Today is “Constitution Day,” and we are treated to Kevin Gannon’s takedown of that op-ed piece from yesterday by Sean Wilentz in which he argued that the Constitution did not nationalize slavery and racism. It is an effective rebuttal.
So last night during the debates Americans were treated to some pretty bad history and understanding of the Constitution. First, two of the four candidates in the undercard debate showed that they did not understand Marybury v. Madison and the 14th amendment (the irony is that Lindsey Graham had to set them straight). Then, in the main event, Huckabee did the same thing (again) in the middle of a tirade about “basic civics.” Yes, it is indeed basic civics, and the irony is that a set of DVD’s that he regularly promotes as a tool for teaching history to children (he cofounded the organization that produces them) actually teaches the opposite of his argument. In other words, it gets it right.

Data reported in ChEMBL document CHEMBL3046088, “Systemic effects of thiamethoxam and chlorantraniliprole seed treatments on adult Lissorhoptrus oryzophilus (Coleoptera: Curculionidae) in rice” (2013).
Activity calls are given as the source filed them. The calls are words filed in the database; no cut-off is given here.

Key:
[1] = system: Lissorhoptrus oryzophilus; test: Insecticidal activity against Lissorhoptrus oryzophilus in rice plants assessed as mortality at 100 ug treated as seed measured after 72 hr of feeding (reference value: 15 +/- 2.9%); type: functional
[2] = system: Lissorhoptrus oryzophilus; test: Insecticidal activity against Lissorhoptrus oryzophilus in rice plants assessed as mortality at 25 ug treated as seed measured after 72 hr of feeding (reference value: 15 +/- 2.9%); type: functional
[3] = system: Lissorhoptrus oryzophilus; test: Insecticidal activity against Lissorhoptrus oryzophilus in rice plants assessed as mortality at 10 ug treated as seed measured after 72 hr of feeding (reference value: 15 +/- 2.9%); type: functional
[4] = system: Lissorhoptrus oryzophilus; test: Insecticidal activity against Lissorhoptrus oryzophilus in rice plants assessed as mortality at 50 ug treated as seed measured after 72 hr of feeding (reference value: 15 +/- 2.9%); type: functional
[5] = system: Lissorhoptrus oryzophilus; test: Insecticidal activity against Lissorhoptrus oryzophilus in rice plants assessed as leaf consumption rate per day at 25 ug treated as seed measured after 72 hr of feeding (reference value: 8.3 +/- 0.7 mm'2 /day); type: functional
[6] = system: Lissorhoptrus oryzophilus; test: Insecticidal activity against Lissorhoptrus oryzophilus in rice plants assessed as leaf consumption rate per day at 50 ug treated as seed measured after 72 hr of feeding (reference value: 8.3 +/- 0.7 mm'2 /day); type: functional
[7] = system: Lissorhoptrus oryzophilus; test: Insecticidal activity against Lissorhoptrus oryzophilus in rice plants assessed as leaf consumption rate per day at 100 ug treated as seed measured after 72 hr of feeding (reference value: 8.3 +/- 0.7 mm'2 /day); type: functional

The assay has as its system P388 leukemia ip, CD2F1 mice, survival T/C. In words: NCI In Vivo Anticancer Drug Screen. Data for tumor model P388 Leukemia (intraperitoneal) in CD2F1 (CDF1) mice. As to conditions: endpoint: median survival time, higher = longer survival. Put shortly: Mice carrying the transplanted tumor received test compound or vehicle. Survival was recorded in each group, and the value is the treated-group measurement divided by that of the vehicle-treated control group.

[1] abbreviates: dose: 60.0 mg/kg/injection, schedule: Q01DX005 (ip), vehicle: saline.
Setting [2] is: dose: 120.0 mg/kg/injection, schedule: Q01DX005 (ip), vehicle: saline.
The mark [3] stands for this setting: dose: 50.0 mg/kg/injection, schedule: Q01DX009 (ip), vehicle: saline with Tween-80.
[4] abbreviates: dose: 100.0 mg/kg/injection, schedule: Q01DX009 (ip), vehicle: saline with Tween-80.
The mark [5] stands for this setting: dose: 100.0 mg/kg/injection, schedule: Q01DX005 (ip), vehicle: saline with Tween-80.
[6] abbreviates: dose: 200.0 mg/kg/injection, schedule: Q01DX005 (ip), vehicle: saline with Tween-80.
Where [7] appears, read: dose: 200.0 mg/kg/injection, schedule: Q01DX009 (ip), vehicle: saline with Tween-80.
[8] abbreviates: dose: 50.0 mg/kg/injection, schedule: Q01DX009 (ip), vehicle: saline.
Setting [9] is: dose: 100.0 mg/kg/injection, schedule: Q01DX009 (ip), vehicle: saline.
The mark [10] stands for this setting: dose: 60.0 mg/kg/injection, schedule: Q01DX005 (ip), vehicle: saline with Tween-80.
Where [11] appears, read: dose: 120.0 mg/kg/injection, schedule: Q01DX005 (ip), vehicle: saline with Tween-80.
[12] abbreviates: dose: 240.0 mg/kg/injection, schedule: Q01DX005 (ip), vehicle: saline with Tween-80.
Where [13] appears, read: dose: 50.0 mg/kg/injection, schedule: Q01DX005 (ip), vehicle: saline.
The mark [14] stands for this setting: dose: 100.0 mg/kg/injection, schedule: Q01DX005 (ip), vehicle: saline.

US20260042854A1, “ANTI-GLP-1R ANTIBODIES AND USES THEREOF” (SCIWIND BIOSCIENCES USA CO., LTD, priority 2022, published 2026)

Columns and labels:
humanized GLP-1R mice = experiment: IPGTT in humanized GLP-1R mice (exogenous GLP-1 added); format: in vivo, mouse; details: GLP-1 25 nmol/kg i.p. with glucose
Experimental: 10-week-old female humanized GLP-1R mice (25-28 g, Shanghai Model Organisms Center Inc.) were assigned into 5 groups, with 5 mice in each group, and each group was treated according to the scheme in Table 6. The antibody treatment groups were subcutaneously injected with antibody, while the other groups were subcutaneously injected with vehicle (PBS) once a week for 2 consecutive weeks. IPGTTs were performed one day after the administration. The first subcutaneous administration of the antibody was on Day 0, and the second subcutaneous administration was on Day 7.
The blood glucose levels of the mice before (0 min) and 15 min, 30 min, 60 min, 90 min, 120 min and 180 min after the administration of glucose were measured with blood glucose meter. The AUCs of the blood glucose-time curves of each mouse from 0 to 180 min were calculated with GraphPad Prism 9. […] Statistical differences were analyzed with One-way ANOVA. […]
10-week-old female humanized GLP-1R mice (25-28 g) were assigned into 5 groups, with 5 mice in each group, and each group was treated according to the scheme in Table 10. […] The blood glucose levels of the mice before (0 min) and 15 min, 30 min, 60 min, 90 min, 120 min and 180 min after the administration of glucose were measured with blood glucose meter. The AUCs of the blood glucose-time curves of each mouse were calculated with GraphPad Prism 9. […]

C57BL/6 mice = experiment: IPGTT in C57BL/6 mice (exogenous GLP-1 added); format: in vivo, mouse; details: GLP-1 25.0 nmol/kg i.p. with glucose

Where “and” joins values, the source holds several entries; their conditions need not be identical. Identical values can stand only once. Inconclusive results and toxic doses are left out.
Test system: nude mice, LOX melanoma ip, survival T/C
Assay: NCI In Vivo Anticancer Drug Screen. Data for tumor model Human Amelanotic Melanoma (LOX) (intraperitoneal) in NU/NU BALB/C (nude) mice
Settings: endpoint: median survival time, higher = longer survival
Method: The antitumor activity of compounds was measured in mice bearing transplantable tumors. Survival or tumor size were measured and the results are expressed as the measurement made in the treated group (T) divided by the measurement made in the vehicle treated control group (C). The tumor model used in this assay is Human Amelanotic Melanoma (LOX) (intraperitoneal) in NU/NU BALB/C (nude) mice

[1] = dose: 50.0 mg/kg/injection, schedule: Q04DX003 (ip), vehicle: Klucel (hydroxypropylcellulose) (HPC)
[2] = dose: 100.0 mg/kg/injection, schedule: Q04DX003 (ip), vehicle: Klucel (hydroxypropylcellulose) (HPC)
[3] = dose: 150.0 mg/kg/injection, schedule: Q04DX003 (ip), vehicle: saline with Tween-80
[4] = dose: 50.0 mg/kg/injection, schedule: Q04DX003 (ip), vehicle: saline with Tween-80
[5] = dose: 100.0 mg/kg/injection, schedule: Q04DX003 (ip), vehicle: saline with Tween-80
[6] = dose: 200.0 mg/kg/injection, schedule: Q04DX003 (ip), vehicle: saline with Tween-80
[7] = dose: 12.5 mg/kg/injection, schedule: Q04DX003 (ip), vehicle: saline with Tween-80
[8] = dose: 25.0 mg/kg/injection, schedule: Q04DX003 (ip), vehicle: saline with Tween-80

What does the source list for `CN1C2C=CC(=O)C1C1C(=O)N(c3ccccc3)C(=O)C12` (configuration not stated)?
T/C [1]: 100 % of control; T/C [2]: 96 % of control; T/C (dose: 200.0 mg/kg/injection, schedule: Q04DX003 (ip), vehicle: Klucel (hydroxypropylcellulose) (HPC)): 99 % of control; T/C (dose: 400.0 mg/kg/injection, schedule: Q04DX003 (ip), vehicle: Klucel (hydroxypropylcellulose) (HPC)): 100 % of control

The saddest part, however, is that Huckabee is FAR from alone in misunderstanding basic civics. Want some upsetting news on Constitution Day? Then check out this piece on recent college grads and their understanding of the Constitution.
Today is also the anniversary of the Battle of Antietam, so the good folks at the Civil War Monitor have posted a photo essay on Matthew Brady’s famous “Dead of Antietam” exhibit that shocked many people into understanding the war’s truly horrific nature.
Those of us that are looking forward to PBS’s new Civil War TV series will enjoy this piece about one of the historical consultants for the show. It provides some more details about the production, and has my hopeful optimism about it growing even more.